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  • Improvements!

    Thornhill!02/13/2021 at 03:34 0 comments

    I've slowly been making improvements over the past few weeks!


    The code is becoming more refined with every new problem I find (including when my local NWS radar station was down for 5 days for repairs). 

    • The navigation switch is more response, the zoom potentiometer is more zoomy, and things are failing more gracefully than before.

    • There's now example code! For those that would like to see how I'm obtaining and displaying NWS radar images, there's now example code on the project's GitHub page. Currently it doesn't show the button handling or the OpenWeather/NWS forecast stuff, but as soon as I can stop myself from testing out new features, I'll debug everything and add those elements too!

    • In addition to OpenWeather data, I'm now using NWS forecast data to provide a longer, text-based forecast for every forecast period. This is mostly handy for getting nuance from the forecast that OpenWeather doesn't provide (especially snow and ice accumulations!).

      • Depending on the mood of the servers, this can sometimes be temperamental to get. I'm having a lot of fun with Try, Except, and Else statements.

      • The forecast URLs can be easily obtained from the latitude/longitude point file that gets read when the Weather Radar gets the local radar station based on the target latitude and longitude. 
    Examples of the UI for the weather forecast pages.
    Left: Forecast page showing current conditions and conditions for the next few hours at the top. Underneath a short summary for the weather tomorrow. Right: A detailed text-based forecast from NWS that takes up the full screen, with a background colour that's determined by the average temperature for that forecast period (here it's dark blue to indicate a cold night).


    • I'm now using the Omzlo PiWatcher TB to monitor the Raspberry Pi and give me an external on/off button on the rear of the case.

    • Along with the on/off button, I made a cover and put an external micro USB connector on the rear (instead of the hole I had before). This makes everything a lot neater and allows me to easily disconnect the USB cable.

    • I 3D printed a black bezel for the hole for the navigation switch.

    • Inside, there's now a mount for the PCF8591 and the PiWatcher.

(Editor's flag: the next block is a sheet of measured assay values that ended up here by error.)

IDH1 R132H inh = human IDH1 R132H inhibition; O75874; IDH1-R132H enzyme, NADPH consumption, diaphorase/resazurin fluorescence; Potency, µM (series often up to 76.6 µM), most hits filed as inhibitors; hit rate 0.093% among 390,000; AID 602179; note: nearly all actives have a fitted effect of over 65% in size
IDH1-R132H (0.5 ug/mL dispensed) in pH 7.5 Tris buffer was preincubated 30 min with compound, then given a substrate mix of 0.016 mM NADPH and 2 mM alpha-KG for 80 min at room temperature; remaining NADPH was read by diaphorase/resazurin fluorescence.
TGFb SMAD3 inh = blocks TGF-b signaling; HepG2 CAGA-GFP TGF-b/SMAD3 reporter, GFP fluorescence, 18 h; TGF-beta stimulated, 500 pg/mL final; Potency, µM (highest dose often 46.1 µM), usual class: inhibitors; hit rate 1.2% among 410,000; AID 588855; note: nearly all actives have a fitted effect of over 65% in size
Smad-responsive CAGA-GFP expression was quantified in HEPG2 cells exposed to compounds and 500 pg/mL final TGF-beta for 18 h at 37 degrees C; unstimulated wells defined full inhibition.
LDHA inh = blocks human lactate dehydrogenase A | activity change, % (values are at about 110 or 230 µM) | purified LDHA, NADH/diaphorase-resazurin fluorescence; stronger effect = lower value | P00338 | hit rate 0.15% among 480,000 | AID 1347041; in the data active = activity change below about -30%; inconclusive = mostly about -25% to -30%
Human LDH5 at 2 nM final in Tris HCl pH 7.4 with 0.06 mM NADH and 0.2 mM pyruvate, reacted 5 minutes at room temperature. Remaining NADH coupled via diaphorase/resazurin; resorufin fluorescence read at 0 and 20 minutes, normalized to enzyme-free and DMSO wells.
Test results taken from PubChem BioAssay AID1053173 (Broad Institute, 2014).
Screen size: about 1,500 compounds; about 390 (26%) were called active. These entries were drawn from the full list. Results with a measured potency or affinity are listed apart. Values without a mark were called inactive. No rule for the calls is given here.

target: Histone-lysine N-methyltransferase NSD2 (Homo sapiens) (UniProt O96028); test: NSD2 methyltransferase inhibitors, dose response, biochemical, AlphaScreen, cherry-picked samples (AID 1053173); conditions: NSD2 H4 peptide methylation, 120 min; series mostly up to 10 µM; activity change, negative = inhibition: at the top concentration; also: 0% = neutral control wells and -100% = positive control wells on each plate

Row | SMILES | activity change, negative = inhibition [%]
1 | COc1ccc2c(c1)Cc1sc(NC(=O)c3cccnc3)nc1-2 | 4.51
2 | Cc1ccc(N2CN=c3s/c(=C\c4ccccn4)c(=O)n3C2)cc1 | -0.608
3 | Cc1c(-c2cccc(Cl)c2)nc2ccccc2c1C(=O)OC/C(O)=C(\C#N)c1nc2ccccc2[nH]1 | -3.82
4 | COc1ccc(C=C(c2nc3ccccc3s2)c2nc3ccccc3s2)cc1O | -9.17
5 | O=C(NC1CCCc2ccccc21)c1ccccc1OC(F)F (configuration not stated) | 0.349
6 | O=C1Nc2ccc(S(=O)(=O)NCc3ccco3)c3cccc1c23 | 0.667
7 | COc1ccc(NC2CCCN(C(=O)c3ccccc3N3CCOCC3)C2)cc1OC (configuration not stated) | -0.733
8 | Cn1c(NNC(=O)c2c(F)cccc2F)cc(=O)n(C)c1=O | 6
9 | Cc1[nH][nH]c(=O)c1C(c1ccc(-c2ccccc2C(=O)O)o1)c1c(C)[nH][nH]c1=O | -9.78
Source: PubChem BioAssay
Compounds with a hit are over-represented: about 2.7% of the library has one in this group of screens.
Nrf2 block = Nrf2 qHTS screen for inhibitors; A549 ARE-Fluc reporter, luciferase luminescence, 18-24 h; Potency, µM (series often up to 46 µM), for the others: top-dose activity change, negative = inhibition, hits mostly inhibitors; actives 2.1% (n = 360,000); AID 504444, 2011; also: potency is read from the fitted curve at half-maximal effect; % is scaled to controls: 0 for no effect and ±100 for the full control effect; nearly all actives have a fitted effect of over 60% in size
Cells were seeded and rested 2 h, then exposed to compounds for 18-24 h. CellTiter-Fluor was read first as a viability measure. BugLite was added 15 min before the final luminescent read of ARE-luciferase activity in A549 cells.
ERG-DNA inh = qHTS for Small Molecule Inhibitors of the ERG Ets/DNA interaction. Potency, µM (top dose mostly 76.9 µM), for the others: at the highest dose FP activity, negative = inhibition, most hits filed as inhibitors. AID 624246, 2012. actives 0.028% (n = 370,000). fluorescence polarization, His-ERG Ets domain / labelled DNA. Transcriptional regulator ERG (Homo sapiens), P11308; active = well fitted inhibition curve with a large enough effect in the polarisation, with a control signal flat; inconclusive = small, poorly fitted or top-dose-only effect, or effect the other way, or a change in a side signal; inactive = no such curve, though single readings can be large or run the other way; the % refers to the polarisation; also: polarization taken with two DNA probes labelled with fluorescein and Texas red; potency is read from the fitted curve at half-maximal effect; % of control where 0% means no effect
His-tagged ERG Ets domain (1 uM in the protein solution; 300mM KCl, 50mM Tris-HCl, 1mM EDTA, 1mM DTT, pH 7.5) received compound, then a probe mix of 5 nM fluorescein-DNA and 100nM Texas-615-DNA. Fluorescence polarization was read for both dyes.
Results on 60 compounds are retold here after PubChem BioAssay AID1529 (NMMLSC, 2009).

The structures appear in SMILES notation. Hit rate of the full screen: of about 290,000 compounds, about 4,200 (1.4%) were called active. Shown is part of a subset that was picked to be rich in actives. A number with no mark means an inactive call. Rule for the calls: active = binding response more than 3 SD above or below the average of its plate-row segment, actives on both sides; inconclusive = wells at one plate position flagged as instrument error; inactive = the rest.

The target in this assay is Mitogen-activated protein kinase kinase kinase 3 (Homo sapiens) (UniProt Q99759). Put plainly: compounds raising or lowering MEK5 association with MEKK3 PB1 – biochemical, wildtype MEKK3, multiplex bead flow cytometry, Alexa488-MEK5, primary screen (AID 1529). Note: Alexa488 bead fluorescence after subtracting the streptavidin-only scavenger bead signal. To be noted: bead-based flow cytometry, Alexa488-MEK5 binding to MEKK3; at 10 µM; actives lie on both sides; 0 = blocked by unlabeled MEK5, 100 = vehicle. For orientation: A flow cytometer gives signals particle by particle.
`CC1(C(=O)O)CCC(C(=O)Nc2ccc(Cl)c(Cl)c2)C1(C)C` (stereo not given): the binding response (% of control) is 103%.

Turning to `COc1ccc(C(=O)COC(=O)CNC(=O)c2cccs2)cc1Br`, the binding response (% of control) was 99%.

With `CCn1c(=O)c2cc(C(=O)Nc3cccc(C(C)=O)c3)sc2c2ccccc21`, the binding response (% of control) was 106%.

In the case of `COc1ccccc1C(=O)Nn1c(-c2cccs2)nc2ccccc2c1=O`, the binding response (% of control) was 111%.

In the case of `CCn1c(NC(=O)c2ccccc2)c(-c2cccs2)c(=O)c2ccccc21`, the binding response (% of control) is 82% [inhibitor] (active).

• Because the Weather Radar spends most if it's time on my desk (looking very pretty and spitting out errors I hadn't considered), I've been propping it up to give it a slight angle. Instead of using whatever random thing I had on my desk, I designed and printed a leg to do this for me. 
      Rear of the Weather Radar!
      Rear of the Weather Radar, showing the 3D printed cover that adds an external on/off button and a micro USB connector.
    Looking at the new leg for the Weather Radar.
    The Weather Radar has exactly one leg to stand on and it's this one. Working in the same way as a keyboard leg, this black 3D printed part tilts the Weather Radar at a 20 degree angle, which is perfect for viewing when on my desk. The leg can also fold up to lay flat.

    Also in this picture, the black bezel for the navigation switch!

    Future stuff!

    Mostly a to do list for me:

    • Refine and tidy up more of the code… and release it on Github!
    • Clean up some aspects of the UI. 
    • Incorporate more data! 
      • I've been taking a look at the NWS graphical forecasts and thinking how I can include those images into the Weather Radar too!
      • I'd like to add 511 traffic data for parts of a monthly commute where current road conditions help me to plan which route I'd like to take. Fortunately this looks like it'll be relatively easy to obtain from my state's Department of Transportation!
      • Threading! It would be super handy to download new radar images while also displaying the previous images too. 

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Enjoy this project?



Øystein wrote 02/22/2021 at 10:13 point

Very well done! Thank you for taking the time to write an engaging text.

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Thornhill! wrote 02/23/2021 at 23:01 point

Thank you :)

  Are you sure? yes | no